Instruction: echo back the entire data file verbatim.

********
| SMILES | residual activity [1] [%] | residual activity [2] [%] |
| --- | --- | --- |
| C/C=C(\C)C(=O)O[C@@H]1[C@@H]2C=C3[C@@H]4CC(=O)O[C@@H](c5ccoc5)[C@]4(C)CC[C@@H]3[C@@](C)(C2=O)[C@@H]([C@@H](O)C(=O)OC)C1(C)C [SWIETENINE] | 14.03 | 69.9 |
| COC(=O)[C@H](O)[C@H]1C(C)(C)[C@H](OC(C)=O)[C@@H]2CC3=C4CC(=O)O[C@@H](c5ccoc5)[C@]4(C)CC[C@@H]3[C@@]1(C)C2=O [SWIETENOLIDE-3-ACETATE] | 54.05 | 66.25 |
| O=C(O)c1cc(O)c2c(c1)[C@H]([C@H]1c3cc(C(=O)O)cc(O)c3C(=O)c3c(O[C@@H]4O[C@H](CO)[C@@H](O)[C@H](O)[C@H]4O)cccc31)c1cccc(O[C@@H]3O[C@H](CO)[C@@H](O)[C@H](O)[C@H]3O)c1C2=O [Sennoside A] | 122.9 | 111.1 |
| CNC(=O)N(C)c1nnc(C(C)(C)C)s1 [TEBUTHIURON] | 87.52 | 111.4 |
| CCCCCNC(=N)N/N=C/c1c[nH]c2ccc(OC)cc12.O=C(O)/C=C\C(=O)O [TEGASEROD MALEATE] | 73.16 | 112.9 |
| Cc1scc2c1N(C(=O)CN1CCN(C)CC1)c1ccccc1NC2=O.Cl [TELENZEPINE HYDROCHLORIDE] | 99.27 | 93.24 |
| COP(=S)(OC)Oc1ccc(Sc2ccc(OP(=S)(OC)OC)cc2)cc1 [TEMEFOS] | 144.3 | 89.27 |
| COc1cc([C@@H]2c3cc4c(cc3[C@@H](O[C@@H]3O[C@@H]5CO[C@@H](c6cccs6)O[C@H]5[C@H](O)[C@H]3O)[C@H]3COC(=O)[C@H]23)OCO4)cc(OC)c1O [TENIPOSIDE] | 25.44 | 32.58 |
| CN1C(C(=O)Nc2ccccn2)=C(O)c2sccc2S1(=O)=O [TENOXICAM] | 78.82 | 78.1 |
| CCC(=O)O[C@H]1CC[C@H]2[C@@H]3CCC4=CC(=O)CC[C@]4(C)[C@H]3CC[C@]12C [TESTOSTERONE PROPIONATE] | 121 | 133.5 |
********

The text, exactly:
| SMILES | residual activity [1] [%] | residual activity [2] [%] |
| --- | --- | --- |
| C/C=C(\C)C(=O)O[C@@H]1[C@@H]2C=C3[C@@H]4CC(=O)O[C@@H](c5ccoc5)[C@]4(C)CC[C@@H]3[C@@](C)(C2=O)[C@@H]([C@@H](O)C(=O)OC)C1(C)C [SWIETENINE] | 14.03 | 69.9 |
| COC(=O)[C@H](O)[C@H]1C(C)(C)[C@H](OC(C)=O)[C@@H]2CC3=C4CC(=O)O[C@@H](c5ccoc5)[C@]4(C)CC[C@@H]3[C@@]1(C)C2=O [SWIETENOLIDE-3-ACETATE] | 54.05 | 66.25 |
| O=C(O)c1cc(O)c2c(c1)[C@H]([C@H]1c3cc(C(=O)O)cc(O)c3C(=O)c3c(O[C@@H]4O[C@H](CO)[C@@H](O)[C@H](O)[C@H]4O)cccc31)c1cccc(O[C@@H]3O[C@H](CO)[C@@H](O)[C@H](O)[C@H]3O)c1C2=O [Sennoside A] | 122.9 | 111.1 |
| CNC(=O)N(C)c1nnc(C(C)(C)C)s1 [TEBUTHIURON] | 87.52 | 111.4 |
| CCCCCNC(=N)N/N=C/c1c[nH]c2ccc(OC)cc12.O=C(O)/C=C\C(=O)O [TEGASEROD MALEATE] | 73.16 | 112.9 |
| Cc1scc2c1N(C(=O)CN1CCN(C)CC1)c1ccccc1NC2=O.Cl [TELENZEPINE HYDROCHLORIDE] | 99.27 | 93.24 |
| COP(=S)(OC)Oc1ccc(Sc2ccc(OP(=S)(OC)OC)cc2)cc1 [TEMEFOS] | 144.3 | 89.27 |
| COc1cc([C@@H]2c3cc4c(cc3[C@@H](O[C@@H]3O[C@@H]5CO[C@@H](c6cccs6)O[C@H]5[C@H](O)[C@H]3O)[C@H]3COC(=O)[C@H]23)OCO4)cc(OC)c1O [TENIPOSIDE] | 25.44 | 32.58 |
| CN1C(C(=O)Nc2ccccn2)=C(O)c2sccc2S1(=O)=O [TENOXICAM] | 78.82 | 78.1 |
| CCC(=O)O[C@H]1CC[C@H]2[C@@H]3CCC4=CC(=O)CC[C@]4(C)[C@H]3CC[C@]12C [TESTOSTERONE PROPIONATE] | 121 | 133.5 |